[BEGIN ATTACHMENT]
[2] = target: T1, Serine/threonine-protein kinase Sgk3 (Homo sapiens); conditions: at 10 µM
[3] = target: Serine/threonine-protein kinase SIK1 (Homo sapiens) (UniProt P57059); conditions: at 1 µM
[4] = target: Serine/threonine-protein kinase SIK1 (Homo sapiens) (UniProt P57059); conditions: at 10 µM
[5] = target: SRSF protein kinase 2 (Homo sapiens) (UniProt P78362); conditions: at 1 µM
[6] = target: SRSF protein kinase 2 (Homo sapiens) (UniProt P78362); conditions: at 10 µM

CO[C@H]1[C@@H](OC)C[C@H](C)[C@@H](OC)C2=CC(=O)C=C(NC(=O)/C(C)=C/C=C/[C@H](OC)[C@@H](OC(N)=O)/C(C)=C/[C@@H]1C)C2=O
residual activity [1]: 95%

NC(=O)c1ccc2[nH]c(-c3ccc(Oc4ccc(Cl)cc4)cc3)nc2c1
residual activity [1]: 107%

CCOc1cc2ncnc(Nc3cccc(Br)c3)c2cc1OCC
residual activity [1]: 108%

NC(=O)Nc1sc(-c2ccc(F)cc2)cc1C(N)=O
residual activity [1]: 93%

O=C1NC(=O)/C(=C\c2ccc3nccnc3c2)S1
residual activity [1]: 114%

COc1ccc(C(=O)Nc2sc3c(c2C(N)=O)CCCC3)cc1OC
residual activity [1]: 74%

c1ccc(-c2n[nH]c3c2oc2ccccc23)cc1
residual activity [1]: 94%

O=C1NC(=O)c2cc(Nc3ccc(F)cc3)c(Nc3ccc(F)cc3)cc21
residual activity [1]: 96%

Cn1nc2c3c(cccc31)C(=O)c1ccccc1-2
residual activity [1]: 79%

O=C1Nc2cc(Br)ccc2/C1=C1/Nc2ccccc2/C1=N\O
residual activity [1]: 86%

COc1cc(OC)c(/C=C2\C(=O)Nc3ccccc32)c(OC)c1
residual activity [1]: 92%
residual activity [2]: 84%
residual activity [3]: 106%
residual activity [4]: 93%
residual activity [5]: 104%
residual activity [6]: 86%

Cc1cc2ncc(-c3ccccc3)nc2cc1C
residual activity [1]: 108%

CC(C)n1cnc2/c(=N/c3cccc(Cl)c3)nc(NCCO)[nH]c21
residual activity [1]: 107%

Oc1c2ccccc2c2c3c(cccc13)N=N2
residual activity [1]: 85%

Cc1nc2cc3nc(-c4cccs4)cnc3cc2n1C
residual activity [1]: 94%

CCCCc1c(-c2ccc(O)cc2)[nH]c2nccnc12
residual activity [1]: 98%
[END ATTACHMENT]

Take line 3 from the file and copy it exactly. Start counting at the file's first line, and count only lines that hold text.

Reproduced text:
[4] = target: Serine/threonine-protein kinase SIK1 (Homo sapiens) (UniProt P57059); conditions: at 10 µM